According to reports, Shakiro and Patricia were arrested by the gendarmerie of Nkoulouloun – Douala after they could not provide their identification cards, and were questioned about their alleged sexual orientation under pressure, threats and torture. They were also denied access to their lawyers, and other detainees in prison have threatened them.
“Shakiro and Patricia remain examples of what the LGBTI community continues to face across the African continent”, said Pan Africa ILGA Programme Manager Richard Lusimbo. “Discrimination and hatred towards innocent members of our community need to stop. The state’s fundamental duty remains to respect all forms of human rights and ensure the protection of her citizens without fail.”
Human rights defenders have started a petition addressed to the Government of Cameroon, calling for Shakiro and Patricia's release.
More news from Africa
Following international reactions, a Tunisian court ordered the release of Rania Amdouni, LGBTI human rights defender who had been imprisoned for shouting outside the police station where her harassment complaint had been rejected.
More than twenty human rights organisations from the Middle East and North Africa region issued a joint statement to urge an end to ‘conversion therapy’ practices in the region.
Latin America and the Caribbean
Mexico: federal Supreme Court to discuss equal marriage rights in Yucatán
Mexico's Supreme Court will decide whether the Yucatán Congress is in contempt for not guaranteeing marriage equality and whether it should approve the bill which legalises it.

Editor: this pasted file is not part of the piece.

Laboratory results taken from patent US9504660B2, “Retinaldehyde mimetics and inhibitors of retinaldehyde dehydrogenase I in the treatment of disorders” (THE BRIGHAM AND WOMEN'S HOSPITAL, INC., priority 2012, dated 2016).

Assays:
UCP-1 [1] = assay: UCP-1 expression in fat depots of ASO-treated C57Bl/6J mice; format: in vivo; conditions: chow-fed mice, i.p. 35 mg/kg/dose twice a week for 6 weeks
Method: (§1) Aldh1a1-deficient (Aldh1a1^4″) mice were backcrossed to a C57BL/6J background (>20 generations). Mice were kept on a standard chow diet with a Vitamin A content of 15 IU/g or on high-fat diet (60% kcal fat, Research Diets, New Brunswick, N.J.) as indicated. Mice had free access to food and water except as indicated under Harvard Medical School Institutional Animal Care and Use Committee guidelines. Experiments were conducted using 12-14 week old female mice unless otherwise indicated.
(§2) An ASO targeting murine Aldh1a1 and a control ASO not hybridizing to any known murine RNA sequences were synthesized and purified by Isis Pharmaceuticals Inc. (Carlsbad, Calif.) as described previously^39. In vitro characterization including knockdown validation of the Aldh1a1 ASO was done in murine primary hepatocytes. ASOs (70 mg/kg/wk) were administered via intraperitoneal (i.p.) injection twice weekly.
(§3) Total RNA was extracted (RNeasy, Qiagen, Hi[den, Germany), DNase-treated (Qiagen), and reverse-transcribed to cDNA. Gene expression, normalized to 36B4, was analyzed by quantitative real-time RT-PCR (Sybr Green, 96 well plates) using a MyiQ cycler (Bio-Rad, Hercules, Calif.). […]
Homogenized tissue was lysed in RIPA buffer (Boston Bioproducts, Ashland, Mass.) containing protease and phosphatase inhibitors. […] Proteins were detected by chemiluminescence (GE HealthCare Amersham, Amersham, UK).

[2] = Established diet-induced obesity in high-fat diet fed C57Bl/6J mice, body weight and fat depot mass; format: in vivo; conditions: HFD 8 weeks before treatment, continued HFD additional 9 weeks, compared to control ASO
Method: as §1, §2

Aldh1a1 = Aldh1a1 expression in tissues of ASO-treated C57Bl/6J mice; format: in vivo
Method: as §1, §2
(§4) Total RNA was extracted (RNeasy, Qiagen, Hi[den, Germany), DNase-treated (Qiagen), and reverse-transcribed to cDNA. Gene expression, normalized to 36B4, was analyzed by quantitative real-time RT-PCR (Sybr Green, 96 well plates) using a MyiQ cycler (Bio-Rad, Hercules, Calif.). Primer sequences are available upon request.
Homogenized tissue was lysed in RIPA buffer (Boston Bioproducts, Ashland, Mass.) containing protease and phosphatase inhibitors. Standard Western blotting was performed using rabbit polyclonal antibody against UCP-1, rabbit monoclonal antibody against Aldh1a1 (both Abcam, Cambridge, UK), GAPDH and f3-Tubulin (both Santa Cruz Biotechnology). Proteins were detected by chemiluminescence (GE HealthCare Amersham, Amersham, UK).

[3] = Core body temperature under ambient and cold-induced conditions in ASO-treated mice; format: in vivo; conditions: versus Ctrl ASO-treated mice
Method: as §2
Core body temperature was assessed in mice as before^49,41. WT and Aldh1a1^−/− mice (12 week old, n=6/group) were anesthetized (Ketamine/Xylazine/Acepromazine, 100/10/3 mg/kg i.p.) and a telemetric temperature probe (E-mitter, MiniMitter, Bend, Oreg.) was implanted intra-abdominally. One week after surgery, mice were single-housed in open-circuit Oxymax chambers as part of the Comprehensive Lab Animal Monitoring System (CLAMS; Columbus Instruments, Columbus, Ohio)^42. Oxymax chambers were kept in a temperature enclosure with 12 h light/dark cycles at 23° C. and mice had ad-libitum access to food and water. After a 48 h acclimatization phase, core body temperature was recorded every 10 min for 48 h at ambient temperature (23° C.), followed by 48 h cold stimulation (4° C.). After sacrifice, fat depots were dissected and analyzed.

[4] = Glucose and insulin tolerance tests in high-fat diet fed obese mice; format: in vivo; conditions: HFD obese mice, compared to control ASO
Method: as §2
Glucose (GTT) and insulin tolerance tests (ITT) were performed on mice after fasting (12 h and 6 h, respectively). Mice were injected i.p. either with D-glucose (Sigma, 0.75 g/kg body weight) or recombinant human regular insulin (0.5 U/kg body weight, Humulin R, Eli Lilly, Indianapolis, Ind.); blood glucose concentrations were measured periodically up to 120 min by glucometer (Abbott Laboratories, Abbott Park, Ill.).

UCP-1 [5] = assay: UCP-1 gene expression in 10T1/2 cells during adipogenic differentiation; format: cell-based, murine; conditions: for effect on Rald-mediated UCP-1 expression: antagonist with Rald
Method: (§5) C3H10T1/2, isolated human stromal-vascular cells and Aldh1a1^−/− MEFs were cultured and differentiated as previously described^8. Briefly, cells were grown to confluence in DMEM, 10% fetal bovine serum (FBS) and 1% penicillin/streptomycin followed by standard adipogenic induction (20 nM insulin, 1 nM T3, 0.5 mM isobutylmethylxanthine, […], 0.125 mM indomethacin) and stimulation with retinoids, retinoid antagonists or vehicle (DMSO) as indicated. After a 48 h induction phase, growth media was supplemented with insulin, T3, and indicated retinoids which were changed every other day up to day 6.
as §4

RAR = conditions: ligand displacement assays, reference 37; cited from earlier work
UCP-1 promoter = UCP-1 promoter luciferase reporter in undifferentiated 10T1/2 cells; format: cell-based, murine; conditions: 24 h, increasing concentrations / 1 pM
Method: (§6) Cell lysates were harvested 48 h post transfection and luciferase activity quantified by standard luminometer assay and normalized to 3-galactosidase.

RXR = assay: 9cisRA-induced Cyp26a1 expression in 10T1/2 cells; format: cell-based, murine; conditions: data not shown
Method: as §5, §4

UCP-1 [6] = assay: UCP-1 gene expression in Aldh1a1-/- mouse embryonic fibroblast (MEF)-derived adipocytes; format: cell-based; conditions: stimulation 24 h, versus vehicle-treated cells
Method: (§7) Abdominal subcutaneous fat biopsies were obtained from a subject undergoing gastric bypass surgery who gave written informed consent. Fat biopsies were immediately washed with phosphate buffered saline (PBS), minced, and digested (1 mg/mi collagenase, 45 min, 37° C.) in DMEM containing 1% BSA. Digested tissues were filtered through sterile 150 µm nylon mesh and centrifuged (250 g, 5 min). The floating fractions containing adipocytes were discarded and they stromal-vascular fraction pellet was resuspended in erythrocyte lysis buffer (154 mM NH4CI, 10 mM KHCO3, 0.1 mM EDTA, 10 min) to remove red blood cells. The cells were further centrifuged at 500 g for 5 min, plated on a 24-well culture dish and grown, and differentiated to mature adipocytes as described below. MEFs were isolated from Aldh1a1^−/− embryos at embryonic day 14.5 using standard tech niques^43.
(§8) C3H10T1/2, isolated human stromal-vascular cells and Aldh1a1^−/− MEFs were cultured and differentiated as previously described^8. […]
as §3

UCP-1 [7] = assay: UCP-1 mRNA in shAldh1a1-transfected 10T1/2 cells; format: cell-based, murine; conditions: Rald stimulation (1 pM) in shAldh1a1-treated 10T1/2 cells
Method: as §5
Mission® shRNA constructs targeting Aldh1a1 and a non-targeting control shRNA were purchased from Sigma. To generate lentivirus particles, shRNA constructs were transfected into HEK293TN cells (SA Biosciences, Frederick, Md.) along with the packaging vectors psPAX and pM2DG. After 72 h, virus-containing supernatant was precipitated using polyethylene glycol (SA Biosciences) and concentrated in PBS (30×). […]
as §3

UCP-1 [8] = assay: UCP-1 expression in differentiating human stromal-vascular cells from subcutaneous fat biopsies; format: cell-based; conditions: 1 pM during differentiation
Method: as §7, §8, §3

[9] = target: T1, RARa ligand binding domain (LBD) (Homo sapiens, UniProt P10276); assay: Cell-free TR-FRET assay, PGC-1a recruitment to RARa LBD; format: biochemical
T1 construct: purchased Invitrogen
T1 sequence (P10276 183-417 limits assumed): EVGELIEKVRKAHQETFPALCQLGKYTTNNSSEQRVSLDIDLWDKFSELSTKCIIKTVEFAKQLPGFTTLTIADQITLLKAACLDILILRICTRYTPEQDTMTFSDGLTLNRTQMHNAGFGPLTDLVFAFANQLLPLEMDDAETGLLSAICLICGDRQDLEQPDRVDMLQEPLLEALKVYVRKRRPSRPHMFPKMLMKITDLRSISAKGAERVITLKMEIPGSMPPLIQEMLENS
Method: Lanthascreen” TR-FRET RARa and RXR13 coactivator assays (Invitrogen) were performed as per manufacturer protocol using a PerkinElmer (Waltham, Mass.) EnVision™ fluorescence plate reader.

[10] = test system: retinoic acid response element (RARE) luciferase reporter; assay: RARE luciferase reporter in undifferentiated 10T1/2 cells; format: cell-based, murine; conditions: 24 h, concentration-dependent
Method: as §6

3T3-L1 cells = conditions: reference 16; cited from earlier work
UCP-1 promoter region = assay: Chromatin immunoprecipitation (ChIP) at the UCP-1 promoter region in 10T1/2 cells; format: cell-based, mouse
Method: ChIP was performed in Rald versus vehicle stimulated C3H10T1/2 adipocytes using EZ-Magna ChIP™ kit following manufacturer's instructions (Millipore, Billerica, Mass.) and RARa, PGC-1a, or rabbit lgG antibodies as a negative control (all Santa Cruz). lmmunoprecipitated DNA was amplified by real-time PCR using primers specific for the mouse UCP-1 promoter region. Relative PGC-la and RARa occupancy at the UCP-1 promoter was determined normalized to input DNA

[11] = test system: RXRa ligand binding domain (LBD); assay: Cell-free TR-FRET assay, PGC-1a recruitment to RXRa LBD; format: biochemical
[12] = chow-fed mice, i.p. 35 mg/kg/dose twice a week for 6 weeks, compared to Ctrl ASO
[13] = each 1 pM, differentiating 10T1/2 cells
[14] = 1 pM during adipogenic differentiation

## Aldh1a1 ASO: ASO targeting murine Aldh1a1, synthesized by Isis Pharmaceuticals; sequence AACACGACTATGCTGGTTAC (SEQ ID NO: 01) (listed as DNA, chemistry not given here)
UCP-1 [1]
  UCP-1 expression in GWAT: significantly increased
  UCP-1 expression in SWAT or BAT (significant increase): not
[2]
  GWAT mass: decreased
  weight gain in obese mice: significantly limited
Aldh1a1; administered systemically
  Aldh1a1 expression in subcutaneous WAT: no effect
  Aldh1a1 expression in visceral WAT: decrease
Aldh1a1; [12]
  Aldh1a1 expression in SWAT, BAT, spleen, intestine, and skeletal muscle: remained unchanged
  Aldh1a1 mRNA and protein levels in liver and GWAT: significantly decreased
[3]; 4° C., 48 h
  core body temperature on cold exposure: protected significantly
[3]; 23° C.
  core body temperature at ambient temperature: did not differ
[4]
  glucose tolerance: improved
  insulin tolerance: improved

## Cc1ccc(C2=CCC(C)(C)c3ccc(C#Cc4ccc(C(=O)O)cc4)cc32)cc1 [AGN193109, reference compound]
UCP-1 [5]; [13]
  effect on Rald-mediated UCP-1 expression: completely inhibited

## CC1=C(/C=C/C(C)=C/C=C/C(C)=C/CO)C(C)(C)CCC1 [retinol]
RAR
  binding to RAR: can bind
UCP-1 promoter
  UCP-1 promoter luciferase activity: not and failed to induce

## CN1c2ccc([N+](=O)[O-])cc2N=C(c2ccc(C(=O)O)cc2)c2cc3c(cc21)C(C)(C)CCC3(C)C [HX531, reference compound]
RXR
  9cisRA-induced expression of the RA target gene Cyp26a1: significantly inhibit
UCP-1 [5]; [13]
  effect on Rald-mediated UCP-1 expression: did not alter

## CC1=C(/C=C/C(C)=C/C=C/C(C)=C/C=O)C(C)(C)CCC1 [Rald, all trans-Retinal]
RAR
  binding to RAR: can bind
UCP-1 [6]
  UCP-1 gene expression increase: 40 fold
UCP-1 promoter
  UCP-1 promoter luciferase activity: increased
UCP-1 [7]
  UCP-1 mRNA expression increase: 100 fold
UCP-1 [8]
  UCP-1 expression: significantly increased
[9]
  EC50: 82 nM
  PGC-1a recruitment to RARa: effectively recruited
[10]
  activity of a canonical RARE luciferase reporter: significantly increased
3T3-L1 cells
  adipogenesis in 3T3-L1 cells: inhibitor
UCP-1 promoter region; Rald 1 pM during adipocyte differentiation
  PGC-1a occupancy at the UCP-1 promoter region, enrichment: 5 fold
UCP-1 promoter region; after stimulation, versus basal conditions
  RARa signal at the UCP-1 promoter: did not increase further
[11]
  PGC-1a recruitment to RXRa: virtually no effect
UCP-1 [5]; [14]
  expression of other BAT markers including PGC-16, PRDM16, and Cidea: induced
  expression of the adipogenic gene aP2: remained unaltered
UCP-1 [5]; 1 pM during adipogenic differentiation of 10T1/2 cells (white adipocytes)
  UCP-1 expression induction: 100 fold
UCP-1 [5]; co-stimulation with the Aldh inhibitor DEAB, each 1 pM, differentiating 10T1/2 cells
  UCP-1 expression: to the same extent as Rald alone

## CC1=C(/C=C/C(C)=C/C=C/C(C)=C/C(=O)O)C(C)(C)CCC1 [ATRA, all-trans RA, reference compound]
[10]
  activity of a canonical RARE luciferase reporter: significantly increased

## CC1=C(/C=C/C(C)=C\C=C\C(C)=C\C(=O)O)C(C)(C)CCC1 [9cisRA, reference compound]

In April and July 2019, Congress voted in secret on initiatives that sought to reform the local Constitution and the Family Code. For this reason, Colectivo por la Protección de Todas las Familias en Yucatán (Colectivo PTFY) filed a case against the legislature, which is now being heard by the highest court of the country.
As ILGA World’s State-Sponsored Homophobia report points out, there is no federal law on marriage equality in Mexico. As of December 2020, 19 jurisdictions had adopted same-sex marriage legislation.
In June 2015, the Supreme Court of Mexico declared that bans on marriage equality were unconstitutional and states must recognise the marriage of same-sex couples conducted in other states. However, these decisions did not translate to the legalisation of such marriages in the whole country, which have rather been celebrated on a case-by-case basis (generally after a judicial decision) in States where legislation still does not provide for such unions.
More news from Latin America and the Caribbean
The Senate of Puerto Rico is scheduled to hold a hearing on a bill to ban so-called ‘conversion therapy’ on 24 and 26 March.
Three years after her death, Brazil's Public Ministry created a working group to investigate who ordered the assassination of Marielle Franco, councillor for Rio de Janeiro and LGBTI human rights defender.
Photo of the week
In Bhutan, the King signed into law the bill voted by Parliament
in December 2020 which decriminalised consensual same-sex relations.
(ph. Flickr / chris_fynn, CC BY-SA 2.0)